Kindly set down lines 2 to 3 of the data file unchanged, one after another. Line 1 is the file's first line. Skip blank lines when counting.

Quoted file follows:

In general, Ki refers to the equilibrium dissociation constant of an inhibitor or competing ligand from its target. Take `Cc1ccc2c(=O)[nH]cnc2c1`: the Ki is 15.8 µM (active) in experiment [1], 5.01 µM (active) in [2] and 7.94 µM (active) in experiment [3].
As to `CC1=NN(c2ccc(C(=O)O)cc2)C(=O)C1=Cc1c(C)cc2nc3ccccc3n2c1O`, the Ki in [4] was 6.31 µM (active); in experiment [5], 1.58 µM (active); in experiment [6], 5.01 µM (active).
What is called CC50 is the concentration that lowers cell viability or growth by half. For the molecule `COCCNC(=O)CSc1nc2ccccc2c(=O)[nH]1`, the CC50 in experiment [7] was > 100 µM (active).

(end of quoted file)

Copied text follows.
As to `CC1=NN(c2ccc(C(=O)O)cc2)C(=O)C1=Cc1c(C)cc2nc3ccccc3n2c1O`, the Ki in [4] was 6.31 µM (active); in experiment [5], 1.58 µM (active); in experiment [6], 5.01 µM (active).
What is called CC50 is the concentration that lowers cell viability or growth by half. For the molecule `COCCNC(=O)CSc1nc2ccccc2c(=O)[nH]1`, the CC50 in experiment [7] was > 100 µM (active).